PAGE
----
US stocks fell on Monday as investors digested last week’s report showing inflation in May rose at its level.
The S&P 500 plunged 151 points, or nearly 4%, to close at 3,750. A drop of more than 21% since its last peak in January has put the S&P index firmly in place..
Other benchmark indexes also fell sharply, with the Dow Jones Industrial Average down 876 points, or 2.8%, and the Nasdaq Composite down 4.7%.
On Friday, the S&P 500 sank 2.9%, posting its ninth week of losses in the last 10 days. The US government’s report that inflation accelerated to 8.6% in May, from 8.3% in the previous month, was taken to mean that the Federal Reserve will continue to raise interest rates, stymiing investors’ hopes of a cooling in inflation.
“Friday’s CPI report was too hot to handle in US stock markets,” analysts Piper Sandler said in a report. “The 40-year annual high inflation last month spoiled the narrative of peak inflation and triggered a wave of selling pressure across the board. risky assets.
Cryptocurrency prices also fell, with Bitcoin dropping to $23,981 – its lowest level since December 2020, according to Bloomberg.
“The short window of hope that opened in the back half of May as expectations for US inflation/Fed-tightening appeared to be peaking and China was reopening, shutting down violently, and investors back into a pit of despair after the analyst said. Adam Crisavoli, founder of Vital Knowledge, in a note: “Friday’s massive CPI and modest COVID setbacks in China.”
Mohamed El-Erian, chief economic adviser at Allianz, echoed concerns about rising inflation. “I think you have to be very modest about what we know about this inflation process. I’m afraid things are going to get worse, and we could get to 9% at this rate,” he said this weekend on CBS News. ” face the nation.
Violent inflation affects consumers. University of Michigan index Friday showed that consumer confidence fell to a 50-year low in early June. Average gas prices For the first time ever this weekend, according to AAA.
Americans usually drive more from the start on Memorial Day, so demand is high. Global oil prices are on the rise, in addition to sanctions against Russia, the main oil producer, for its war against Ukraine. And there are restrictions on refining capacity in the United States because some refineries have closed during the pandemic.
Federal Reserve officials are due to meet this week for their policy meeting, and investors expect them to raise interest rates by at least half a percentage point in an effort to rein in inflation. Some Wall Street analysts believe that the pace of monetary tightening is likely to push the economy into recession.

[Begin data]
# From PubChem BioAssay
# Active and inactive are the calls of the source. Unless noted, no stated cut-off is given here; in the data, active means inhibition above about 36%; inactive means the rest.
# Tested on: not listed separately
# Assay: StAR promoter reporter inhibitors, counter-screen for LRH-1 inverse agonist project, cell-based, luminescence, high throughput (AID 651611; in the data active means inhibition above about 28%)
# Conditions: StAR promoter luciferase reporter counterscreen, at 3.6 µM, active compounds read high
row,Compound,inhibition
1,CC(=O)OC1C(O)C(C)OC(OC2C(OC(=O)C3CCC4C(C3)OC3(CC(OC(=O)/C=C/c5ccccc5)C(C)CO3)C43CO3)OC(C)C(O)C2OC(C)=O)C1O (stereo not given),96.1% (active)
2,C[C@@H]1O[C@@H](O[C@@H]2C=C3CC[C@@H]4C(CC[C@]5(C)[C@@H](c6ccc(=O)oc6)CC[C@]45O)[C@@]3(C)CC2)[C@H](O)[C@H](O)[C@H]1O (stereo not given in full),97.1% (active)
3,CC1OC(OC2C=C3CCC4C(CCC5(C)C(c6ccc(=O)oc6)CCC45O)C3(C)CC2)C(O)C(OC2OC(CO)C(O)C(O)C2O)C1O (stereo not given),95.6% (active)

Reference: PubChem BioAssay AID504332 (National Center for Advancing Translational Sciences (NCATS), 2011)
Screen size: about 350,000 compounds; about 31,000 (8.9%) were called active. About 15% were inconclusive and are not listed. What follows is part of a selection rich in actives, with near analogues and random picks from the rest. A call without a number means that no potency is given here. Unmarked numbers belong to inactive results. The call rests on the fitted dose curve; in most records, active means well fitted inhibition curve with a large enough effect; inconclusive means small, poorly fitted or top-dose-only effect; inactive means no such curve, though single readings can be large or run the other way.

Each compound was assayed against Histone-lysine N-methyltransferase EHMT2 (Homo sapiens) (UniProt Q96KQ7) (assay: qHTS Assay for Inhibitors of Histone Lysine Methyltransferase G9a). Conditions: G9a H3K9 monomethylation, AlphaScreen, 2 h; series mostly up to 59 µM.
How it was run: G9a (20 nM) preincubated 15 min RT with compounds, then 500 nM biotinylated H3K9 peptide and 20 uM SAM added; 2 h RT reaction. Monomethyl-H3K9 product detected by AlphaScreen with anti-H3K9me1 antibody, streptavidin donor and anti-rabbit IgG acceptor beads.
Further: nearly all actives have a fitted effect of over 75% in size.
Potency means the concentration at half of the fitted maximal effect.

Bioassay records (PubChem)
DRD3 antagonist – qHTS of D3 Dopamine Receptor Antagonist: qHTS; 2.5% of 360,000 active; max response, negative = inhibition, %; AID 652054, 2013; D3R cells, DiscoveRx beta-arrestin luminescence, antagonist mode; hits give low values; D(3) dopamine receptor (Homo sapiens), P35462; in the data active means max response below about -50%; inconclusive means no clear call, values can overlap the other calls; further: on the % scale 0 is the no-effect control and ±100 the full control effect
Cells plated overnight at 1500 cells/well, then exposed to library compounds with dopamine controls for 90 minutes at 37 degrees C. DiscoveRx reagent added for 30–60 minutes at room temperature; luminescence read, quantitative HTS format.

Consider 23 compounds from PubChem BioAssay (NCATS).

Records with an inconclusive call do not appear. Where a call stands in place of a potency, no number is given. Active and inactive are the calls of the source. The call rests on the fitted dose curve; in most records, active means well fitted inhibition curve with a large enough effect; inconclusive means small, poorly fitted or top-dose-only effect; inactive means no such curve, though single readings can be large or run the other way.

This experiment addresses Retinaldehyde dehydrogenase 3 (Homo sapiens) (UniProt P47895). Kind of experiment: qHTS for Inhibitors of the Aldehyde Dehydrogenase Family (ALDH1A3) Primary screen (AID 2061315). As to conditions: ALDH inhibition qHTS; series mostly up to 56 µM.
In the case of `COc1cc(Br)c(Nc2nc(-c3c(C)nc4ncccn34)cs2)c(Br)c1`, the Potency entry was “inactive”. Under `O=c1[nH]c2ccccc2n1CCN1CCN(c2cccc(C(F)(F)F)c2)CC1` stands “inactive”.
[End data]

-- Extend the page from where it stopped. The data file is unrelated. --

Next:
“With recent inflation data providing ‘clear and convincing evidence’ that inflationary pressures will abate without stronger policy action, the challenge for monetary policy makers of steering inflation on target without reducing demand to the point of causing recession has taken hold,” he said. Analysts at Deutsche Bank to investors in a research note.
“In our view, achieving such a ‘soft landing’ appears highly unlikely given the degree of monetary tightening needed to combat the seemingly endless flow of inflationary shocks and rising inflation expectations,” they added.
Chris Beauchamp in IGSimilar skepticism was expressed in a research note.
“It’s still too early to say a recession is definitely coming in the US, but it seems very difficult to avoid a ‘hard landing’ at this point given the way inflation is still rising,” said the chief market analyst.
Mark Heffel, chief investment officer for global wealth management at UBS, has a more moderate view. He still expects inflation to subside later this year, noting that prices for products such as smartphones and televisions have begun to fall. He notes that so-called core inflation, which excludes volatile food and energy prices, fell slightly in May even as the broader CPI rose.
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